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Provence: Day 4

July 18, 2013
Cheese at the market in Arles.

Cheese at the market in Arles.

A trip to Arles, a beautiful ancient city, known for its open-air market, two great Roman theatres (the Classical and the Arena), and one of Van Gogh’s most productive (read: manic) periods.

Given its proximity to Marseilles, there is now a considerable North African and Islamic presence in Arles. As a result, many of the vendors hailed from the other side of the Mediterranean, and some of the market offerings included Halal meats and a wide array of hijab choices. In addition, there were countless samples of fresh fruit (primarily melon), delicious pistachio nougat cut from a loaf about the size of an SUV, and many scrumptious cheeses to be sampled. And sampled again. And again.

After the market, we decided to take Rick Steves’ walking tour through Van Gogh’s Arles. We visited many of the locations of some of his most famous paintings, learned about his desperate loneliness, and his explosions of rage. We lunched at the famous Café la Nuit, a famous setting for a Van Gogh painting and where he famously argued with Paul Gauguin. Van Gogh became so enraged he chased Gauguin down the streets of Arles brandishing a razor. Later that evening, Van Gogh would use the razor to cut off his ear lobe and present it to Rachel, his favorite at a local brothel, insisting she “treasure this precious object.” Our lunch was far less dramatic.

Later that afternoon, we drove down to the Camargue, a beautiful nature reserve known for wild bulls, wild boars, and…pink flamingos. I had never associated pink flamingos with France before, but there were hundreds of them. We stopped along the road at one point to climb into a hide to get a good look at the birds and to take photographs. It was wonderfully peaceful, but then another couple showed up. They quietly took photographs, and then a third couple arrived. They too were unobtrusive and respectful. A few moments later, two busses packed with tourists spilled open and attempted to squeeze themselves into the hide that was maybe 10 x 4 feet. Were they going for some sort of record? It was at that point we retreated, and decided to move on.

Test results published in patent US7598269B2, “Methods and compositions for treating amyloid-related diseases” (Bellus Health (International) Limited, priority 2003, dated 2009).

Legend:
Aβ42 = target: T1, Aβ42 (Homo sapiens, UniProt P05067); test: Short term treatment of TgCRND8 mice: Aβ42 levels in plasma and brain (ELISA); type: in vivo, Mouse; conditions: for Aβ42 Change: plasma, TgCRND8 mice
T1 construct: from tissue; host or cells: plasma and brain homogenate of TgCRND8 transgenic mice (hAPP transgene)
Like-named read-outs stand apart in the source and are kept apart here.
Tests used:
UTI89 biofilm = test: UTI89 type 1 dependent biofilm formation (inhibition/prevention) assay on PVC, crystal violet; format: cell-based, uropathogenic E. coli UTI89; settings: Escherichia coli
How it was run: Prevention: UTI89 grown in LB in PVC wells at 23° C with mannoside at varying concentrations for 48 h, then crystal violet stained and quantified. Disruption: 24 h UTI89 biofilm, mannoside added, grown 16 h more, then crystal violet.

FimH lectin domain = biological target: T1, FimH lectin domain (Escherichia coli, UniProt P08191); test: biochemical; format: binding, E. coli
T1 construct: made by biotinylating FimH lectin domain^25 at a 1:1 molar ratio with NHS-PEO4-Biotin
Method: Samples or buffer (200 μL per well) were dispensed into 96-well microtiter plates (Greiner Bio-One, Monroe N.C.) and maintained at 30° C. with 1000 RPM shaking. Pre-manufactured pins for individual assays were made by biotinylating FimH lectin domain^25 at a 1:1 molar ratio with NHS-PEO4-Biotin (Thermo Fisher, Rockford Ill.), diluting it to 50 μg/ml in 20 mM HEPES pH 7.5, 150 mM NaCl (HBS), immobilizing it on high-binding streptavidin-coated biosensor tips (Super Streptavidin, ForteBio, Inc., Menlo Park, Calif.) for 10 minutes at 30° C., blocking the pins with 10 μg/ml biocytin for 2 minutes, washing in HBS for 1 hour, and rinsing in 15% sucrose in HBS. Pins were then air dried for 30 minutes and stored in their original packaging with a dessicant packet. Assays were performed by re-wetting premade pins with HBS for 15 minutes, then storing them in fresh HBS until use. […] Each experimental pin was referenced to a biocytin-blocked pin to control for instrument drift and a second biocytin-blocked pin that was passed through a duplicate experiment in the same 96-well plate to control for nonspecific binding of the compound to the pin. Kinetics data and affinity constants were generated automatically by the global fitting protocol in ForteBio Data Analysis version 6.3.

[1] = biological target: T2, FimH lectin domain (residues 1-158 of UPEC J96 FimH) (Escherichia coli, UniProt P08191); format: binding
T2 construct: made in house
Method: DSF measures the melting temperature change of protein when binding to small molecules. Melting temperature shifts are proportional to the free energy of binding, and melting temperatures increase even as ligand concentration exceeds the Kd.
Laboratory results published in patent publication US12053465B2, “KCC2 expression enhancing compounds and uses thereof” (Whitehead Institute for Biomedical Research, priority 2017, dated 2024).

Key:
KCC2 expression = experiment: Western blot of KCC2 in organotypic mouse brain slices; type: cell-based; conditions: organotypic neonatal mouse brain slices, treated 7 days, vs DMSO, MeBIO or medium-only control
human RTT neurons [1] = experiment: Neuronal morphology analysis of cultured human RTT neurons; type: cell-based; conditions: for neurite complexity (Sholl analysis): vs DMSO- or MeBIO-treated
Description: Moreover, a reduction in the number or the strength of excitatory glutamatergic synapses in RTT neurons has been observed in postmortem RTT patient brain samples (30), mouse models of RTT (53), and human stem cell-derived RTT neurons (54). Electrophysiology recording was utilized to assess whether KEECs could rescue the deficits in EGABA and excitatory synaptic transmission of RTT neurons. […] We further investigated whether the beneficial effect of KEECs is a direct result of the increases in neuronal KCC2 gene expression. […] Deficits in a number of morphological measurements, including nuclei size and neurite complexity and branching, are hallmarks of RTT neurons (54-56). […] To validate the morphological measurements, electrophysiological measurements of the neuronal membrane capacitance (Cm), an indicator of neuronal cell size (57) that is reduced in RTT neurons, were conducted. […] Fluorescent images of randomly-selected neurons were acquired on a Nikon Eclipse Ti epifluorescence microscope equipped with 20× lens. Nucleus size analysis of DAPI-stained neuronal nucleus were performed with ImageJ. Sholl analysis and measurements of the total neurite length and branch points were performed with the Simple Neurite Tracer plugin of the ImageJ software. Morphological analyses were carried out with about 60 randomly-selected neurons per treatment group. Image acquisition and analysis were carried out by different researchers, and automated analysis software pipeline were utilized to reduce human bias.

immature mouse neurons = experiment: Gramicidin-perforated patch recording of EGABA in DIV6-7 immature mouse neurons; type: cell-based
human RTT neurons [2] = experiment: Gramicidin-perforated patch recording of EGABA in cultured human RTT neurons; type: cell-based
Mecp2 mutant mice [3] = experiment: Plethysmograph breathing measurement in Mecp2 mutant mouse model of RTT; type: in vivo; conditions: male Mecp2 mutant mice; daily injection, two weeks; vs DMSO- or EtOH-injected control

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2 Comments leave one →
  1. Lucy Simard permalink
    July 18, 2013 8:12 pm

    The last few posts sounded like the Lyman itinerary on one of my 24 trips many moons ago! Sweet memories. Speak Memory! (Thank you, Nabokov!) I am so thrilled for you and Val and am living this trip through your descriptions. Each day when I head for the computer, I ask myself: “where are the happy travelers today?” Thanks for sharing this! xoxo

  2. July 28, 2013 9:04 pm

    You are welcome. We had another advantage–not in charge of twenty teenagers. Bless you for doing that!

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